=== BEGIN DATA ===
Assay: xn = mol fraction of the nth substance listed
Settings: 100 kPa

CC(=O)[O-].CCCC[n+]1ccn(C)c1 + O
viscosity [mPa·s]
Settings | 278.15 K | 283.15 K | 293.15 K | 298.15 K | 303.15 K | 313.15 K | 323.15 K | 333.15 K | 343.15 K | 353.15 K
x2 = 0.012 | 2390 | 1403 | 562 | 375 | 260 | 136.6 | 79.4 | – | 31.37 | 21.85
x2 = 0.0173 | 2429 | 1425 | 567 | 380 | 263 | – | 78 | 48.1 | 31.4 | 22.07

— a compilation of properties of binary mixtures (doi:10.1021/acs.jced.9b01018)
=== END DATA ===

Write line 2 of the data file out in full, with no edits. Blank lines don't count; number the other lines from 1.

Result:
Settings: 100 kPa